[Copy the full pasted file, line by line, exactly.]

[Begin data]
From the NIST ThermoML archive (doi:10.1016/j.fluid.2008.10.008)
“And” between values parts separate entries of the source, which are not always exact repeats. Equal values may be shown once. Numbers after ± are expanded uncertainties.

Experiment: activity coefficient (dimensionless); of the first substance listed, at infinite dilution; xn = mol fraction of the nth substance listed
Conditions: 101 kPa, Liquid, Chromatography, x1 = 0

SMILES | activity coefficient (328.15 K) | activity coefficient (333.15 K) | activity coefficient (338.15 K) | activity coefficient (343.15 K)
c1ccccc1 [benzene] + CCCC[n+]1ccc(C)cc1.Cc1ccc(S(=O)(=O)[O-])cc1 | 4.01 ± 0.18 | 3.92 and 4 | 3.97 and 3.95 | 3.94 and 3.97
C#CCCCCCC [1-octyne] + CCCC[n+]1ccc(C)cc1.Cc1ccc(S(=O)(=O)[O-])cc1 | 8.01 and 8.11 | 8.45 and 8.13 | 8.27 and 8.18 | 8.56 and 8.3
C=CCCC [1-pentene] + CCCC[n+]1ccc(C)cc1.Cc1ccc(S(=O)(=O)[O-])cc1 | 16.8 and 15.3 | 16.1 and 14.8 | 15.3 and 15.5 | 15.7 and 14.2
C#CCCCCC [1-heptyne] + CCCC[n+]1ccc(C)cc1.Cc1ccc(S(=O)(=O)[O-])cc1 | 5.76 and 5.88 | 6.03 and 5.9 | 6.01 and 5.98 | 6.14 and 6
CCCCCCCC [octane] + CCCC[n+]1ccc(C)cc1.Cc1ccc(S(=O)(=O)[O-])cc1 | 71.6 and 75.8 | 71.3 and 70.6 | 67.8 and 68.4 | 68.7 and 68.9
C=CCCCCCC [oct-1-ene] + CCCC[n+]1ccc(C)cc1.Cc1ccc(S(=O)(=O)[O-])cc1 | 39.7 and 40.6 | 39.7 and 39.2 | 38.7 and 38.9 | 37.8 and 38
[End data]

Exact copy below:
From the NIST ThermoML archive (doi:10.1016/j.fluid.2008.10.008)
“And” between values parts separate entries of the source, which are not always exact repeats. Equal values may be shown once. Numbers after ± are expanded uncertainties.

Experiment: activity coefficient (dimensionless); of the first substance listed, at infinite dilution; xn = mol fraction of the nth substance listed
Conditions: 101 kPa, Liquid, Chromatography, x1 = 0

SMILES | activity coefficient (328.15 K) | activity coefficient (333.15 K) | activity coefficient (338.15 K) | activity coefficient (343.15 K)
c1ccccc1 [benzene] + CCCC[n+]1ccc(C)cc1.Cc1ccc(S(=O)(=O)[O-])cc1 | 4.01 ± 0.18 | 3.92 and 4 | 3.97 and 3.95 | 3.94 and 3.97
C#CCCCCCC [1-octyne] + CCCC[n+]1ccc(C)cc1.Cc1ccc(S(=O)(=O)[O-])cc1 | 8.01 and 8.11 | 8.45 and 8.13 | 8.27 and 8.18 | 8.56 and 8.3
C=CCCC [1-pentene] + CCCC[n+]1ccc(C)cc1.Cc1ccc(S(=O)(=O)[O-])cc1 | 16.8 and 15.3 | 16.1 and 14.8 | 15.3 and 15.5 | 15.7 and 14.2
C#CCCCCC [1-heptyne] + CCCC[n+]1ccc(C)cc1.Cc1ccc(S(=O)(=O)[O-])cc1 | 5.76 and 5.88 | 6.03 and 5.9 | 6.01 and 5.98 | 6.14 and 6
CCCCCCCC [octane] + CCCC[n+]1ccc(C)cc1.Cc1ccc(S(=O)(=O)[O-])cc1 | 71.6 and 75.8 | 71.3 and 70.6 | 67.8 and 68.4 | 68.7 and 68.9
C=CCCCCCC [oct-1-ene] + CCCC[n+]1ccc(C)cc1.Cc1ccc(S(=O)(=O)[O-])cc1 | 39.7 and 40.6 | 39.7 and 39.2 | 38.7 and 38.9 | 37.8 and 38